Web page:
India’s global economic engagement, especially with the developing world, has increased in the last two decades, but trade with South Asia has remained low. It holds the potential for building greater productivity and more inclusive growth in India and the region
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This regional grouping of 10 nations, which observes its golden jubilee year in 2017, has come a long way from the Cold War era when it was founded, making a significant contribution to peace, security and prosperity. Now, its future prospects and “centrality” look uncertain amidst the region’s changing geopolitics
Regulations are the new focus of economic statecraft. Their increasing importance is reflected in the negotiations on global financial standards, plurilateral trading rules, and regional economic unions.
India's North Eastern States are part of one of the largest fluvial regions, they share this region with five other nations. At a recent conference, held on the sidelines of the the Nadi Festival in Shillong, the message of 'Listen to the dignity of the river' struck a chord with all present, and is a message which should be carried across the region.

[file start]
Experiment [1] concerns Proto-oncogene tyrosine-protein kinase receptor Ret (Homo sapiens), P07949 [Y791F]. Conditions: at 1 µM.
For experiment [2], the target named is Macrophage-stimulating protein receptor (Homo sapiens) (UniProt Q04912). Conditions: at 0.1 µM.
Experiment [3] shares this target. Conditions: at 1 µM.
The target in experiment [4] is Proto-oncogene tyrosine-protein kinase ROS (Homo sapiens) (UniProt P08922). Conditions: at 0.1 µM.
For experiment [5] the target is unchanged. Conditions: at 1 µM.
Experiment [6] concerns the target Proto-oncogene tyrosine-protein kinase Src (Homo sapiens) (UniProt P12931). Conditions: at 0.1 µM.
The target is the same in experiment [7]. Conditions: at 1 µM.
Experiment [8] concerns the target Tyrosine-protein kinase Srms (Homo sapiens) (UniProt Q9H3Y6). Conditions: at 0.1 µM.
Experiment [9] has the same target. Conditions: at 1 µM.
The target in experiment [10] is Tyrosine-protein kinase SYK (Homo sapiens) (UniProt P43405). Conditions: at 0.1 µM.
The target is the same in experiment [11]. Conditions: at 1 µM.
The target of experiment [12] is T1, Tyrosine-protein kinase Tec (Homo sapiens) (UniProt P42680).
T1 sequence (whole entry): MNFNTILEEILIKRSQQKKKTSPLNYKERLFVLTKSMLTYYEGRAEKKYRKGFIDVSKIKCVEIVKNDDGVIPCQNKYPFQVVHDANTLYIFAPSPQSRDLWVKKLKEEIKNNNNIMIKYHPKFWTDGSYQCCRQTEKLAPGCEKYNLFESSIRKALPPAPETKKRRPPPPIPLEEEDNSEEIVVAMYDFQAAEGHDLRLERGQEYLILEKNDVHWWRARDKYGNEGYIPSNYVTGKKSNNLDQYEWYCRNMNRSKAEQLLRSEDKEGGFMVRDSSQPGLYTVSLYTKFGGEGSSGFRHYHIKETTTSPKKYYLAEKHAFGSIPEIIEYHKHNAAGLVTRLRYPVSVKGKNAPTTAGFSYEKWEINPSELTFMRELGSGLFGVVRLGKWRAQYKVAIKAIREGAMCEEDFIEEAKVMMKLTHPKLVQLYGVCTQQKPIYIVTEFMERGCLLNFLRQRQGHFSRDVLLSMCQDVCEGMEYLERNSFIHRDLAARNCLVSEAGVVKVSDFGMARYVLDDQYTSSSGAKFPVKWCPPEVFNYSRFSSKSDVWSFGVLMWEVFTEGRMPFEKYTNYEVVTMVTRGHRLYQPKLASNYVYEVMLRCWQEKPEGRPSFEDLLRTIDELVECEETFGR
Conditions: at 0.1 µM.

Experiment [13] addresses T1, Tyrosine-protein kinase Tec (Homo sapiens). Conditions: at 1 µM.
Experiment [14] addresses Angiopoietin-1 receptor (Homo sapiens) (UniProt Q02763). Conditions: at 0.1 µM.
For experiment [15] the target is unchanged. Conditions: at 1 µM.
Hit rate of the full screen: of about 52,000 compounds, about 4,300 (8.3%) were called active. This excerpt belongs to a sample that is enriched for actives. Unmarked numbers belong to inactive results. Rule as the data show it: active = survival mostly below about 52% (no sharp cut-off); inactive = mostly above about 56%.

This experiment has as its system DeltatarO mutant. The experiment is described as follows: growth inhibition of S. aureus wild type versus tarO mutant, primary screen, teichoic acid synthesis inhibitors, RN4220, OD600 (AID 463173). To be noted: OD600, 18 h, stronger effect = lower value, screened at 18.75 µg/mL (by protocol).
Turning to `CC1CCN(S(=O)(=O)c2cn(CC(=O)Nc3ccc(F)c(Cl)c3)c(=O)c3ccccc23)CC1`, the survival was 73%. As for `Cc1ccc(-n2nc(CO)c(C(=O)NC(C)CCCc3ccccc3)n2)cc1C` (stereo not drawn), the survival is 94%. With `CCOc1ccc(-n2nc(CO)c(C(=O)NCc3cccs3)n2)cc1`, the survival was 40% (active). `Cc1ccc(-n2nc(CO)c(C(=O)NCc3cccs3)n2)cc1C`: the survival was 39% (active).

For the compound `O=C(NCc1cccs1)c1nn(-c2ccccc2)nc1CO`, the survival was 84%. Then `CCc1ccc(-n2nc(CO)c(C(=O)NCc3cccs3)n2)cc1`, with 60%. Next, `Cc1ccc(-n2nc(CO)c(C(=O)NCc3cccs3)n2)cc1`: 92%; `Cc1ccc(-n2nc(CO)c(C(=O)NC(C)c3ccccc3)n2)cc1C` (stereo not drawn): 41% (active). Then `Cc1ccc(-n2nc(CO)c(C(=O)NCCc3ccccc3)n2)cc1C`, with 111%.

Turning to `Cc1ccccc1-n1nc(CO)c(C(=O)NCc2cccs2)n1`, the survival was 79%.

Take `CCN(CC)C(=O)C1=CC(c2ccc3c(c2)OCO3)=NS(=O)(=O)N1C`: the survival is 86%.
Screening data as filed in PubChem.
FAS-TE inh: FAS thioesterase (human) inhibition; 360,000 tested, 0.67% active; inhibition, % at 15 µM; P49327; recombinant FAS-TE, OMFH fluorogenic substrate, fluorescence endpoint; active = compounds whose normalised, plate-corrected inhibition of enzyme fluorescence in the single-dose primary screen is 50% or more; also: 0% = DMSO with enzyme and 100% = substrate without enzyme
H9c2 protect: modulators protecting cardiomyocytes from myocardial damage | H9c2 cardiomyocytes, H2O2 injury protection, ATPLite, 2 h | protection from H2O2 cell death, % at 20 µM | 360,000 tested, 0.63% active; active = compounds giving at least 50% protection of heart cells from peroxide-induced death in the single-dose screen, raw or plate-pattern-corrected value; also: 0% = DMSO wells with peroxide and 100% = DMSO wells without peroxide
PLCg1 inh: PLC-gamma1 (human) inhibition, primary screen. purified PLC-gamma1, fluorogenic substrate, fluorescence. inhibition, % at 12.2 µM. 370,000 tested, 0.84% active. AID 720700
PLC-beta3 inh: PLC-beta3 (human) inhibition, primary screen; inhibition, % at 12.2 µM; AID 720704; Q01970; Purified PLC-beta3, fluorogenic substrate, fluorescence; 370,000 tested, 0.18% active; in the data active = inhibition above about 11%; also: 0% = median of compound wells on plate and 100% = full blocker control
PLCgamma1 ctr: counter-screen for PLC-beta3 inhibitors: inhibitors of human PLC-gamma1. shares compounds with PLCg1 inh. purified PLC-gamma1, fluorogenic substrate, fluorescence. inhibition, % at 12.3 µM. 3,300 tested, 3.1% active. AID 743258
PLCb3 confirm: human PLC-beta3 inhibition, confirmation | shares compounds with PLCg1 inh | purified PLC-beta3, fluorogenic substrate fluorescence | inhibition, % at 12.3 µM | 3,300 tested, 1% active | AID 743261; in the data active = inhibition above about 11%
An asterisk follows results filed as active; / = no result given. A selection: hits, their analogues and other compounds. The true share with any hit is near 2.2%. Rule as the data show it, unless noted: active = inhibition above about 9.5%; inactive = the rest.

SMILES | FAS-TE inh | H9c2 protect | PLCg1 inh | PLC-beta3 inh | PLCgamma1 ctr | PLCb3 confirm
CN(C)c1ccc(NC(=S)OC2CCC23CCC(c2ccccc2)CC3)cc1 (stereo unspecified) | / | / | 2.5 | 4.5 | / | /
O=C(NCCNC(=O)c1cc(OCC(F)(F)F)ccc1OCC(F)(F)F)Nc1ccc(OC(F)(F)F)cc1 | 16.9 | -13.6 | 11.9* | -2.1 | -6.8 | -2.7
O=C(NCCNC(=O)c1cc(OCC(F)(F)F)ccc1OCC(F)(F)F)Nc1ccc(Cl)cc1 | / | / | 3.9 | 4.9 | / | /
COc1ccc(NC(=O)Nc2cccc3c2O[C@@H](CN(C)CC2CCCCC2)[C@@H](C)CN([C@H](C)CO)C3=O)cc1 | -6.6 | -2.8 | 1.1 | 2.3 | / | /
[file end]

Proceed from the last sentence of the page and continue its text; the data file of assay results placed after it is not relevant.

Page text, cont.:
Prime Minister Modi’s term has been marked by a resolve to improve cooperation among South Asian nations. These proactive efforts can bear rich fruit if the Modi government promotes the concept of geoeconomic and geopolitical equations being seen through the lens of bioregions. There are significant precedents which the Modi government can build upon
After decades of passivity, India is beginning to assert itself in the maritime arena. There is a whiff of salt in the usually 'sea-blind' corridors of Delhi, where the Modi government clearly sees the linkage between the possession of maritime wherewithal, both civilian and military, and the furthering of national prosperity, through ever-increasing trade.
At the recent counter-terrorism conference in Jaipur, a star-studded galaxy of policy makers, security analysts and law enforcement officials debated on tackling the Daesh threat. Some of the most positive steps to counter the terror propaganda came from South East Asia and India’s neighbourhood
The Pathankot attack reflects a new template of terrorism and is a reminder that India needs a well-coordinated approach to security emergencies. This is particularly necessary as the country has embarked on a bold foreign policy path, daring to tread where we have not gone before, intensifying existing and new engagements and trying to functionalize dysfunctional bilaterals like Pakistan.
South Asia’s national anthems are patriotic rather than nationalistic.
Prime Minister Narendra Modi’s completion of the South Asia circuit demonstrates the importance of the neighbourhood in his government’s foreign policy. The improved perception of India in the neighbourhood, especially in Bangladesh and Sri Lanka, is a positive, but the neighbours must recognise that India’s federal structure makes decision-making slower and more difficult on issues that affect neighbouring Indian states like West Bengal and Tamil Nadu.